Smoke fuel tanks.
Whatever you wind up using for fuel, you’ll need a second tank to carry it in. One about the same size as your glow tank, give or take a couple of ounces, will work just fine.
WARNING: As mentioned above, most smoke fuel is petroleum based and will make silicon swell up. You can’t use the silicon tank stopper and pickup line that comes with a standard glow fuel tank. Buy a gas conversion kit which consists of a neoprene stopper and pickup. Same goes for fuel lines.
Do not use neoprene here, though, as it’s too soft and crimps easily. The yellow Tygon gasoline tubing works the best, but it’s a little stiff.
You may need to use a piece of neoprene tubing, 10 to 15 cm long to make the final connection at the muffler, as exhaust’s heat can melt Tygon tubing.
The tank needs to be mounted, physically, as close to the engine as possible. The ideal location is right alongside the glow tank.
In some occasions it’s necessary to mount the smoke tank as high in the fuselage as possible, in order to give the pump a little gravity assist in priming.
Again, you have to buy a pump that’s designed to be compatible with gas, as glow pumps will be destroyed by petroleum based fuels.
Remember not to use muffler pressure when using a glow pump, it’s not necessary and you may make the engine run too rich. Just vent the line out under the engine compartment somewhere and use it as an overflow.
Oscillating pumps take advantage of the fact that the engine rocks slightly as the crank turns to produce the pumping action. Motor mounts that flex some allow the pump to do a better job. Using this pump will require the installation of a crankcase pressure tap on the engine to power the pump. Please keep in mind that this modification will probably void your warranty. If you ever want to use the engine in a plane without smoke, in the future, just attach a short piece of plugged fuel line to the pressure tap to prevent leaks.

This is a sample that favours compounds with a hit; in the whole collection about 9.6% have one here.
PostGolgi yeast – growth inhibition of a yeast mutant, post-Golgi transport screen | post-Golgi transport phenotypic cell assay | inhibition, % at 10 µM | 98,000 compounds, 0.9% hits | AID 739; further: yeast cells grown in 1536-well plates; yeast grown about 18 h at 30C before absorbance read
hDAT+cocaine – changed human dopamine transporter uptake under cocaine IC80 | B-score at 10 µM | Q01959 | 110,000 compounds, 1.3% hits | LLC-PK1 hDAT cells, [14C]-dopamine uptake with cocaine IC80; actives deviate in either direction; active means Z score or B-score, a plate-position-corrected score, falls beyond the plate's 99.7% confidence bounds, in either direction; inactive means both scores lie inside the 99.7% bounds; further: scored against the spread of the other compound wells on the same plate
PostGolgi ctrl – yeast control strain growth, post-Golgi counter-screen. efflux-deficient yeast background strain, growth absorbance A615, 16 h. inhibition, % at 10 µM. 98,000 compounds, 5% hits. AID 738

If you don’t like the idea of drilling a hole in your engine, take it down to your hobby store and most probably they’ll do it for you for a reasonable price. It’s a ten minute job if you’ve got the right tools and have done it before. To install a pressure tap, remove the engine back plate, usually held on with four hex socket-head bolts. Some engines use a clear plastic gasket between the back plate and the crankcase, take care not to tear it or lose it. Du-bro Products sells a pressure tap fitting that fits a threaded hole.
Drill a hole in the back plate, usually drill it low and to the side. For you drill novices, use some 3-in-1 oil – just squirt a good job on the spot you’ll be drilling – it’ll help make the bit last longer. Use a tap to cut the threads. Be careful to tap the hole straight. Aluminum is soft, just keep the tap straight and steady. Wash off the back plate so there are no metal cuttings left (you don’t need any of those going through the engine), and screw in the pressure tap.
It’s very important that you make certain the pressure tap doesn’t extend past the inside wall of the back plate, otherwise it may interfere with the crank. Just use a Dremel sanding drum and grind that puppy down flush. Wash it off again, and bolt it back onto the crankcase (don’t forget that gasket!).
The smoke valve is a mechanical valve, connected via a linkage to a servo, that actually turns the smoke fuel flow on and off by remote control.
The simplest one is made by Du-bro. It’s a plastic assembly that pinches a neoprene tube to shut off the flow.
As said before, the needle valve is a must if your are using a non programmable smoke pump. Once you’ve got your smoke system installed, it’s going to take a few flights to adjust it properly. You want to set the needle valve for a compromise between the thickness of the smoke and the longest possible run time. You’re going to be switching the smoke on and off during flight, so you don’t need a full flight’s worth of smoke. You can purchase a remote engine needle valve, which almost all engine manufacturers make, from nearly any hobby shop.
Most mufflers have thick enough walls to let you do this. On four-stroke mufflers, drill into the angled flanged area where the pressure tap is usually located – it’s thicker there than at the sides. You can also mount the needle valve away from the muffler. In this case a strap, and a big blob of PFM glue is usually enough to hold it in place.
Remember, you will have to add an extra pressure tap in addition to the one already on the muffler, unless you’re using a pump for the glow fuel system as well, in which case the existing pressure tap will be available for your use.
One-Way check valve